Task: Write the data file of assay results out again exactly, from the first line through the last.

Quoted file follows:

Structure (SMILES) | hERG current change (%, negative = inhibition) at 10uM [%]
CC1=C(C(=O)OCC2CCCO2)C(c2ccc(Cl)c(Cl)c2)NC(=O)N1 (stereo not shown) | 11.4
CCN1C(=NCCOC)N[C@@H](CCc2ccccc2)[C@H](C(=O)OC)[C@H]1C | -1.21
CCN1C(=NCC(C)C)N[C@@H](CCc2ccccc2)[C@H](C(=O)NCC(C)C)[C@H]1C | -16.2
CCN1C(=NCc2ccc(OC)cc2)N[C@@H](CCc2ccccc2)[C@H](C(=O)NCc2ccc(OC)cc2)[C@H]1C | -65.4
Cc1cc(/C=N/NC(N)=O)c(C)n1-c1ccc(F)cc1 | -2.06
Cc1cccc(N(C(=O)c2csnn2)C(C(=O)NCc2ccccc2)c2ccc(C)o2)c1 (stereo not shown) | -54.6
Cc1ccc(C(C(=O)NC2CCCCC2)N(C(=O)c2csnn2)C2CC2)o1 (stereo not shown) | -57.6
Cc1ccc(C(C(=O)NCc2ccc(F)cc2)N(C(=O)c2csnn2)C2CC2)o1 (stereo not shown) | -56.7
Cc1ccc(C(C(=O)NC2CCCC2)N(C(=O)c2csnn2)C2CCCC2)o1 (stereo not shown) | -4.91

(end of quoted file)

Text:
Structure (SMILES) | hERG current change (%, negative = inhibition) at 10uM [%]
CC1=C(C(=O)OCC2CCCO2)C(c2ccc(Cl)c(Cl)c2)NC(=O)N1 (stereo not shown) | 11.4
CCN1C(=NCCOC)N[C@@H](CCc2ccccc2)[C@H](C(=O)OC)[C@H]1C | -1.21
CCN1C(=NCC(C)C)N[C@@H](CCc2ccccc2)[C@H](C(=O)NCC(C)C)[C@H]1C | -16.2
CCN1C(=NCc2ccc(OC)cc2)N[C@@H](CCc2ccccc2)[C@H](C(=O)NCc2ccc(OC)cc2)[C@H]1C | -65.4
Cc1cc(/C=N/NC(N)=O)c(C)n1-c1ccc(F)cc1 | -2.06
Cc1cccc(N(C(=O)c2csnn2)C(C(=O)NCc2ccccc2)c2ccc(C)o2)c1 (stereo not shown) | -54.6
Cc1ccc(C(C(=O)NC2CCCCC2)N(C(=O)c2csnn2)C2CC2)o1 (stereo not shown) | -57.6
Cc1ccc(C(C(=O)NCc2ccc(F)cc2)N(C(=O)c2csnn2)C2CC2)o1 (stereo not shown) | -56.7
Cc1ccc(C(C(=O)NC2CCCC2)N(C(=O)c2csnn2)C2CCCC2)o1 (stereo not shown) | -4.91